06/07/2011, 00.00
CHINA
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Beijing threatens to exclude Google from its domestic market

Last week, Google said that hackers in China tried to break into email addresses. Yesterday, the People’s Daily, a leading Communist Party newspaper, denied the “false charges”, calling them a “political tool” to vilify the Chinese government for ulterior motives. It warned of serious consequences.
Beijing (AsiaNews/Agencies) – Google has become a "political tool" vilifying the Chinese government, the People's Daily, a leading Communist Party newspaper, said yesterday in its overseas edition, warning that the US internet giant's statements about hacking attacks traced to China could hurt its business.

Last week, Google said it foiled an attempt to steal the passwords of hundreds of its email account holders, including Chinese human rights advocates, journalists and US officials. It said the attacks appeared to come from Jinan, the capital of China's eastern Shandong province and home to an intelligence unit of the People's Liberation Army.

US Defence Secretary Robert Gates over the weekend warned that Washington was prepared to use force against cyber-attacks it considered acts of war. China’s Foreign Ministry rejected all charges.

The article in the People’s Daily suggests that political tensions between the United States and China over Internet security could linger.

By saying that Chinese human rights activists were among the targets of the hacking, Google was "deliberately pandering to negative Western perceptions of China, and strongly hinting that the hacking attacks were the work of the Chinese government," the People's Daily said in its front-page commentary. "Google's accusations aimed at China are spurious, have ulterior motives, and bear malign intentions,” the commentary said. "Google should not become overly embroiled in international political struggle, playing the role of a tool for political contention," it warned.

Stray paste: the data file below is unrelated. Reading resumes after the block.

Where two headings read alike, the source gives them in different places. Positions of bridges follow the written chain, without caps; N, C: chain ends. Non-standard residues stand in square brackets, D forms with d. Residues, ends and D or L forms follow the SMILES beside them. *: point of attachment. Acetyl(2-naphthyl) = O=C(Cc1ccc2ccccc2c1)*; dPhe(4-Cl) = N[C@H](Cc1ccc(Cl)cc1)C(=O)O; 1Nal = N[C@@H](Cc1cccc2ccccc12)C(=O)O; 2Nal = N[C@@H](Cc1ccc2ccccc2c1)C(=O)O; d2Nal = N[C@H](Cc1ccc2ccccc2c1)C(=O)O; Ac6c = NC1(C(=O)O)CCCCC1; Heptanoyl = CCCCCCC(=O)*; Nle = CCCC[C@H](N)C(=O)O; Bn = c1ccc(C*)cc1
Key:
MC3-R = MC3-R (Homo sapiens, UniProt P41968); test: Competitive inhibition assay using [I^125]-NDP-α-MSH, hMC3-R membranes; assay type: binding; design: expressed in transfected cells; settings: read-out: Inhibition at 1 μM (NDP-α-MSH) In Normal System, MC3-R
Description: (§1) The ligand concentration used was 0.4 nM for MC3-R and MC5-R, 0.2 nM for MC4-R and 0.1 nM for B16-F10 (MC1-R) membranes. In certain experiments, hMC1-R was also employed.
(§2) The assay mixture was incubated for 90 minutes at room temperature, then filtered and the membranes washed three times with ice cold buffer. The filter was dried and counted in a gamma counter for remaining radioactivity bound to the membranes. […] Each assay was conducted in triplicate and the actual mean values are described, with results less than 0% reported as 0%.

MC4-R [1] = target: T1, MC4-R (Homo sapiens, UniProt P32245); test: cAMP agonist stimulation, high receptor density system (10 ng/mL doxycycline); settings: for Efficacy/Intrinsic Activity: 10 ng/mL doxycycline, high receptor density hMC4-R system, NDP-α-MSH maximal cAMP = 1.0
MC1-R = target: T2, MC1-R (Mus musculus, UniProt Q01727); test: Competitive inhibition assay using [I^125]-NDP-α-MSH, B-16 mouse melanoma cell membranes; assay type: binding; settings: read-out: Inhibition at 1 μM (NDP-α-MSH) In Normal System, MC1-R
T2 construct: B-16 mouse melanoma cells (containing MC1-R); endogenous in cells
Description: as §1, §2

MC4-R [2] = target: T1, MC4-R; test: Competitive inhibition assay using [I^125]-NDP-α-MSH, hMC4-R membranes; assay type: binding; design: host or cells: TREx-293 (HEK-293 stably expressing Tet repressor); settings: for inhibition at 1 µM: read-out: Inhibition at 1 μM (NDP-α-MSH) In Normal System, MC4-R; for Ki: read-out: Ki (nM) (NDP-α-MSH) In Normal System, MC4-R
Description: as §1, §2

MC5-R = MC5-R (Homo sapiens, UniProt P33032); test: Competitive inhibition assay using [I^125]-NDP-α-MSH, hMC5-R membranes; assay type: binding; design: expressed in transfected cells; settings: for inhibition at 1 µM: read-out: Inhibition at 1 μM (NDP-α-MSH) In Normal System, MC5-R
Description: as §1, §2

Google had been embroiled in a controversy with Beijing for quite some time after it refused to hand over user information. Last year, it accused the mainland of censorship and hacker attacks, charges that led to tensions in US-Chinese relations.

Google partly pulled out of China after that dispute. Since then, it has lost more share to rival Baidu in China's Internet market, the world's largest with more than 450 million users.

Beijing wants total domestic control over the internet, fearful that news could be used to organise protests.

In February, a call for protest was posted online for people to meet in specific places. Police acted swiftly to patrol these sites even if no protest or unusual gathering occurred. The incident did however highlight Beijing’s growing desire for tighter internet controls.

Most social networks like Facebook and Twitter are already blocked, as other many foreign information websites.

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